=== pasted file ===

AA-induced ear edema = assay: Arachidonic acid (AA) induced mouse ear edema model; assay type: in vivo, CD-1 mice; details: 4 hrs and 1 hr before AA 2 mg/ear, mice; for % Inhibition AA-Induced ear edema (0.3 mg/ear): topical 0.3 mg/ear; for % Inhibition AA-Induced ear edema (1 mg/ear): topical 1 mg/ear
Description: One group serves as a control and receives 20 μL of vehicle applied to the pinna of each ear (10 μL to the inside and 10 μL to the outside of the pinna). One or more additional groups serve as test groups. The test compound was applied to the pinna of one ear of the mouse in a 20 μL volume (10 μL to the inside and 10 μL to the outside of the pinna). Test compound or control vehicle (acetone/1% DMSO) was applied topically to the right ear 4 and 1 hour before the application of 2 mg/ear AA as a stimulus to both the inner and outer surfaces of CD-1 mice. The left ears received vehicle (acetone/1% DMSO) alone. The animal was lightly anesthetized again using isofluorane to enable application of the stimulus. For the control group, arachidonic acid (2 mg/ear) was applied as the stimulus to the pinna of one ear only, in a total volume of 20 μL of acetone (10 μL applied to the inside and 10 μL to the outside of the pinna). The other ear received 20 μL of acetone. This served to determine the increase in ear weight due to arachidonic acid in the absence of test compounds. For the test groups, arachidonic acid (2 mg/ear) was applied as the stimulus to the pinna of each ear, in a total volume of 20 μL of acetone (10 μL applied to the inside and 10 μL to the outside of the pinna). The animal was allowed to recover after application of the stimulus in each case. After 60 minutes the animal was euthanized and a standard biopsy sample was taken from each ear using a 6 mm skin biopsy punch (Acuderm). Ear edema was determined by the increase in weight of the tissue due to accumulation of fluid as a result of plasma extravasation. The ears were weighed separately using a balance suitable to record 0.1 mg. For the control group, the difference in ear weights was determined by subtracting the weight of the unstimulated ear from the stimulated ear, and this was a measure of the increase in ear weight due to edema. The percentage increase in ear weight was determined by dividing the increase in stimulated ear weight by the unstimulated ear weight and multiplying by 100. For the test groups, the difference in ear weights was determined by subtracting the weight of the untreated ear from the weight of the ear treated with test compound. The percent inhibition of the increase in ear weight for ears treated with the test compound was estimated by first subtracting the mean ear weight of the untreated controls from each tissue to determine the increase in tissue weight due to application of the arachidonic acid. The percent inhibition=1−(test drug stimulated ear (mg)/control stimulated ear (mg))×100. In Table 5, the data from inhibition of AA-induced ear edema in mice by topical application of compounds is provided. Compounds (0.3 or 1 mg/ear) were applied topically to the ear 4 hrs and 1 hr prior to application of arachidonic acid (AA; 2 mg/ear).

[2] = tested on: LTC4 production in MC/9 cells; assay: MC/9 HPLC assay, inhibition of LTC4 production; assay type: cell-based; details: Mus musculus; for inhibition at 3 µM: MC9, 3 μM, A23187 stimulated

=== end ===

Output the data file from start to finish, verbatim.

AA-induced ear edema = assay: Arachidonic acid (AA) induced mouse ear edema model; assay type: in vivo, CD-1 mice; details: 4 hrs and 1 hr before AA 2 mg/ear, mice; for % Inhibition AA-Induced ear edema (0.3 mg/ear): topical 0.3 mg/ear; for % Inhibition AA-Induced ear edema (1 mg/ear): topical 1 mg/ear
Description: One group serves as a control and receives 20 μL of vehicle applied to the pinna of each ear (10 μL to the inside and 10 μL to the outside of the pinna). One or more additional groups serve as test groups. The test compound was applied to the pinna of one ear of the mouse in a 20 μL volume (10 μL to the inside and 10 μL to the outside of the pinna). Test compound or control vehicle (acetone/1% DMSO) was applied topically to the right ear 4 and 1 hour before the application of 2 mg/ear AA as a stimulus to both the inner and outer surfaces of CD-1 mice. The left ears received vehicle (acetone/1% DMSO) alone. The animal was lightly anesthetized again using isofluorane to enable application of the stimulus. For the control group, arachidonic acid (2 mg/ear) was applied as the stimulus to the pinna of one ear only, in a total volume of 20 μL of acetone (10 μL applied to the inside and 10 μL to the outside of the pinna). The other ear received 20 μL of acetone. This served to determine the increase in ear weight due to arachidonic acid in the absence of test compounds. For the test groups, arachidonic acid (2 mg/ear) was applied as the stimulus to the pinna of each ear, in a total volume of 20 μL of acetone (10 μL applied to the inside and 10 μL to the outside of the pinna). The animal was allowed to recover after application of the stimulus in each case. After 60 minutes the animal was euthanized and a standard biopsy sample was taken from each ear using a 6 mm skin biopsy punch (Acuderm). Ear edema was determined by the increase in weight of the tissue due to accumulation of fluid as a result of plasma extravasation. The ears were weighed separately using a balance suitable to record 0.1 mg. For the control group, the difference in ear weights was determined by subtracting the weight of the unstimulated ear from the stimulated ear, and this was a measure of the increase in ear weight due to edema. The percentage increase in ear weight was determined by dividing the increase in stimulated ear weight by the unstimulated ear weight and multiplying by 100. For the test groups, the difference in ear weights was determined by subtracting the weight of the untreated ear from the weight of the ear treated with test compound. The percent inhibition of the increase in ear weight for ears treated with the test compound was estimated by first subtracting the mean ear weight of the untreated controls from each tissue to determine the increase in tissue weight due to application of the arachidonic acid. The percent inhibition=1−(test drug stimulated ear (mg)/control stimulated ear (mg))×100. In Table 5, the data from inhibition of AA-induced ear edema in mice by topical application of compounds is provided. Compounds (0.3 or 1 mg/ear) were applied topically to the ear 4 hrs and 1 hr prior to application of arachidonic acid (AA; 2 mg/ear).

[2] = tested on: LTC4 production in MC/9 cells; assay: MC/9 HPLC assay, inhibition of LTC4 production; assay type: cell-based; details: Mus musculus; for inhibition at 3 µM: MC9, 3 μM, A23187 stimulated